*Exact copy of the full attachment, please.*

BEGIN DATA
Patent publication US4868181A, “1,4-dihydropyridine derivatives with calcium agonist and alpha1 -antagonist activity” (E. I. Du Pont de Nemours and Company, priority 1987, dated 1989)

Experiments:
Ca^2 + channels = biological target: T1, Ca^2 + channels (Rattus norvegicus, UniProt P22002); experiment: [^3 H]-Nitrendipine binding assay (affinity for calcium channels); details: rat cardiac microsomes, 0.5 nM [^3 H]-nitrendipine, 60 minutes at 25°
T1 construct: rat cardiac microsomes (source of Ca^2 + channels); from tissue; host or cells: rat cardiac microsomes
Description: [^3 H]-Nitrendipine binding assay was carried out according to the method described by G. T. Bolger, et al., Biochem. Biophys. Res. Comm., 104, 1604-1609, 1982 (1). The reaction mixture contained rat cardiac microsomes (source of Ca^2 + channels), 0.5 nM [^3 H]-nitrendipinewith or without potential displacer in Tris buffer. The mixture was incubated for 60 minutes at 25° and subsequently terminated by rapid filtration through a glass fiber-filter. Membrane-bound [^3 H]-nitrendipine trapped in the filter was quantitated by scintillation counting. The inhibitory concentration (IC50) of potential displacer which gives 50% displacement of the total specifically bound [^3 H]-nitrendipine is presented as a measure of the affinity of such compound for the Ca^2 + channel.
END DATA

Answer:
Patent publication US4868181A, “1,4-dihydropyridine derivatives with calcium agonist and alpha1 -antagonist activity” (E. I. Du Pont de Nemours and Company, priority 1987, dated 1989)

Experiments:
Ca^2 + channels = biological target: T1, Ca^2 + channels (Rattus norvegicus, UniProt P22002); experiment: [^3 H]-Nitrendipine binding assay (affinity for calcium channels); details: rat cardiac microsomes, 0.5 nM [^3 H]-nitrendipine, 60 minutes at 25°
T1 construct: rat cardiac microsomes (source of Ca^2 + channels); from tissue; host or cells: rat cardiac microsomes
Description: [^3 H]-Nitrendipine binding assay was carried out according to the method described by G. T. Bolger, et al., Biochem. Biophys. Res. Comm., 104, 1604-1609, 1982 (1). The reaction mixture contained rat cardiac microsomes (source of Ca^2 + channels), 0.5 nM [^3 H]-nitrendipinewith or without potential displacer in Tris buffer. The mixture was incubated for 60 minutes at 25° and subsequently terminated by rapid filtration through a glass fiber-filter. Membrane-bound [^3 H]-nitrendipine trapped in the filter was quantitated by scintillation counting. The inhibitory concentration (IC50) of potential displacer which gives 50% displacement of the total specifically bound [^3 H]-nitrendipine is presented as a measure of the affinity of such compound for the Ca^2 + channel.